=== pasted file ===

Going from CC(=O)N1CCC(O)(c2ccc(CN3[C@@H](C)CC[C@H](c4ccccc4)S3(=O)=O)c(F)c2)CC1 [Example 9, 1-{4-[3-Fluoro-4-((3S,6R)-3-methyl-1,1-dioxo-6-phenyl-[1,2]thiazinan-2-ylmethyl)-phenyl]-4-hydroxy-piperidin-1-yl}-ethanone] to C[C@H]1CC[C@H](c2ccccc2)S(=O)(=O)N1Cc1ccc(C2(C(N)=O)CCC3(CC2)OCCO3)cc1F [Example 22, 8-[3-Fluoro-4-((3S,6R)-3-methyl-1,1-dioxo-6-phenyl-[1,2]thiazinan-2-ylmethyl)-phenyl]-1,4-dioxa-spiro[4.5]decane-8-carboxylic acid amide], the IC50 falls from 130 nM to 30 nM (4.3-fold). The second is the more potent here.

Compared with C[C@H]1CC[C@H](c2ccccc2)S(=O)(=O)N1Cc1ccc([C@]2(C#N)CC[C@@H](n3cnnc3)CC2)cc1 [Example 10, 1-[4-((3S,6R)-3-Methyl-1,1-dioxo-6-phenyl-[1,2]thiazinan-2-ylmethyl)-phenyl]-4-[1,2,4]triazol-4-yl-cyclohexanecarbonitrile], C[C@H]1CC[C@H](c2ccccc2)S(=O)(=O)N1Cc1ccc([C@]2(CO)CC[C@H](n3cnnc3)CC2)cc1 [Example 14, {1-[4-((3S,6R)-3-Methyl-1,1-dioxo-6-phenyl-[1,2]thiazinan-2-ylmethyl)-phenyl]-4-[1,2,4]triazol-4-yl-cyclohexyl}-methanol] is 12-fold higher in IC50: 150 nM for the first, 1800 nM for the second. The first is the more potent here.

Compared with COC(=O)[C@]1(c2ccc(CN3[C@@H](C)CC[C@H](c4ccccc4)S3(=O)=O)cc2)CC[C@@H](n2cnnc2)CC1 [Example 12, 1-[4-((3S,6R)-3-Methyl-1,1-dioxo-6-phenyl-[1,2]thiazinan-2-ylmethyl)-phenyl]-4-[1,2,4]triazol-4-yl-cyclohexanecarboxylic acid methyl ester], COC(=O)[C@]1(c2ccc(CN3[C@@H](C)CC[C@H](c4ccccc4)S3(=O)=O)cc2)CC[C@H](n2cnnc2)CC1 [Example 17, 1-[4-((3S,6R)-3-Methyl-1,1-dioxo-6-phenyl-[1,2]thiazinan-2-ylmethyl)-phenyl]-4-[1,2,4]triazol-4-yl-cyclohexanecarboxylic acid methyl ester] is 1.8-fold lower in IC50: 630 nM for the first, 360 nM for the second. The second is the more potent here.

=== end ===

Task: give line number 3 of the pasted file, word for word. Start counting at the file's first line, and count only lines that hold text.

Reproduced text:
Compared with COC(=O)[C@]1(c2ccc(CN3[C@@H](C)CC[C@H](c4ccccc4)S3(=O)=O)cc2)CC[C@@H](n2cnnc2)CC1 [Example 12, 1-[4-((3S,6R)-3-Methyl-1,1-dioxo-6-phenyl-[1,2]thiazinan-2-ylmethyl)-phenyl]-4-[1,2,4]triazol-4-yl-cyclohexanecarboxylic acid methyl ester], COC(=O)[C@]1(c2ccc(CN3[C@@H](C)CC[C@H](c4ccccc4)S3(=O)=O)cc2)CC[C@H](n2cnnc2)CC1 [Example 17, 1-[4-((3S,6R)-3-Methyl-1,1-dioxo-6-phenyl-[1,2]thiazinan-2-ylmethyl)-phenyl]-4-[1,2,4]triazol-4-yl-cyclohexanecarboxylic acid methyl ester] is 1.8-fold lower in IC50: 630 nM for the first, 360 nM for the second. The second is the more potent here.